Heavy rain caused a central Texas river to rise to a near-record level in about a day, leading to a bridge collapse, flooded homes and evacuations.
The Llano River rose to nearly 40 feet Tuesday in the city of Llano -- about 35 feet higher than it was just 24 hours earlier before -- thanks to 8 to 10 inches of rain that fell in the area over the past two days, the National Weather Service said.
A few miles away, in Kingsland, the swollen river rushed against the top of the RM 2900 bridge for hours, eventually causing it to collapse, video from CNN affiliate KEYE showed. No one appeared to be on the bridge, and no injuries were immediately reported.
Video from Darlene Walthall also showed the river washing over the span before the collapse.
The Llano County Office of Emergency Management ordered people living within a quarter mile of the river to evacuate Tuesday morning.
The Llano River meets the Colorado River in Kingsland. Houses near the Colorado were flooded, resident Terri Kleen said. Video that she posted to Instagram showed water rising to the top of boat dock structures.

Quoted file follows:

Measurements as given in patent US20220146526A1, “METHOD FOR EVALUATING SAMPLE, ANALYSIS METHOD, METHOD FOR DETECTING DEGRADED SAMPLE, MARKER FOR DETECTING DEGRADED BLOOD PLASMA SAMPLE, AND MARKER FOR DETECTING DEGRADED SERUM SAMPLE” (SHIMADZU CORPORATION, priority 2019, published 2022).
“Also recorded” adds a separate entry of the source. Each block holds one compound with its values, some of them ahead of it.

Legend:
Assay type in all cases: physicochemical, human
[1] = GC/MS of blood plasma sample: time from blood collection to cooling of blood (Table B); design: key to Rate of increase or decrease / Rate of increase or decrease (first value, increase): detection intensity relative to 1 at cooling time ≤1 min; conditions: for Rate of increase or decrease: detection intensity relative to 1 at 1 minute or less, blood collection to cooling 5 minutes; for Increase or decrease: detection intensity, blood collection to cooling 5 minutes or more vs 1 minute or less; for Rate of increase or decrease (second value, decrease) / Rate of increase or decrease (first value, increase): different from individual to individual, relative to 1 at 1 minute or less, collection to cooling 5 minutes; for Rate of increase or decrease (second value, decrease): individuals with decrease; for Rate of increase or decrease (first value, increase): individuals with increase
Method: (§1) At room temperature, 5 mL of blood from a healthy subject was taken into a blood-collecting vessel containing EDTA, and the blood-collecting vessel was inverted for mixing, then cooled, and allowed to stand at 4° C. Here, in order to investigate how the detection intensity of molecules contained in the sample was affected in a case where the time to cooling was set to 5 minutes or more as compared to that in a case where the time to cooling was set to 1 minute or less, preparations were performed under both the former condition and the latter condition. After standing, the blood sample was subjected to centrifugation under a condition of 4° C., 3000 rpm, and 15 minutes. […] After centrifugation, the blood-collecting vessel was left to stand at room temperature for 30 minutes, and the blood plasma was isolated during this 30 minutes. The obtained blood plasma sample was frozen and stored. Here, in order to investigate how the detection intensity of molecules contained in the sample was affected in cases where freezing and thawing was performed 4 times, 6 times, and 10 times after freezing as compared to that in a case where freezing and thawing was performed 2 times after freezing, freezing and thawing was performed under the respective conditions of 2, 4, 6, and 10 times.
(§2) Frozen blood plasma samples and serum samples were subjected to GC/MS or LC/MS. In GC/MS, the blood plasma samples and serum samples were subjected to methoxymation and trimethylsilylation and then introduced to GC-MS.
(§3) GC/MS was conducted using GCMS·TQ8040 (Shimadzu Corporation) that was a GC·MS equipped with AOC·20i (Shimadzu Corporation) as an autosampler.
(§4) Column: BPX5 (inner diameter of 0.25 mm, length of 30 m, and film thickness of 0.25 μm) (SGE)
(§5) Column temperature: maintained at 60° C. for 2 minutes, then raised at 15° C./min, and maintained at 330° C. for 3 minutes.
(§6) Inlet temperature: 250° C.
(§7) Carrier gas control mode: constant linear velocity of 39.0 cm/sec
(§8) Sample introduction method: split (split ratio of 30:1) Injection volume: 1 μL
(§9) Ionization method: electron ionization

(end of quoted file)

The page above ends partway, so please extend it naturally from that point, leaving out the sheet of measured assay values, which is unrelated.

Law enforcement officers were helping people from flooded areas, she said.
In nearby Marble Falls, Dale Heath recorded video of a car stuck in rushing water from a swollen Backbone Creek, a Colorado River tributary.
The flooded communities are about a 90-minute drive northwest of Austin.
The Llano River's crest of 39.91 feet in Llano was just below the record high of 41.5 feet there in June 1935.
The river is expected to recede through Tuesday afternoon, but should stay in the major flood stage -- over 23 feet -- through Wednesday morning.